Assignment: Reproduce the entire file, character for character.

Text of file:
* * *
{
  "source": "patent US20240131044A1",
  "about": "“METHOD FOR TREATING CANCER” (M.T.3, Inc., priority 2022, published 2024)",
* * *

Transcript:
{
  "source": "patent US20240131044A1",
  "about": "“METHOD FOR TREATING CANCER” (M.T.3, Inc., priority 2022, published 2024)",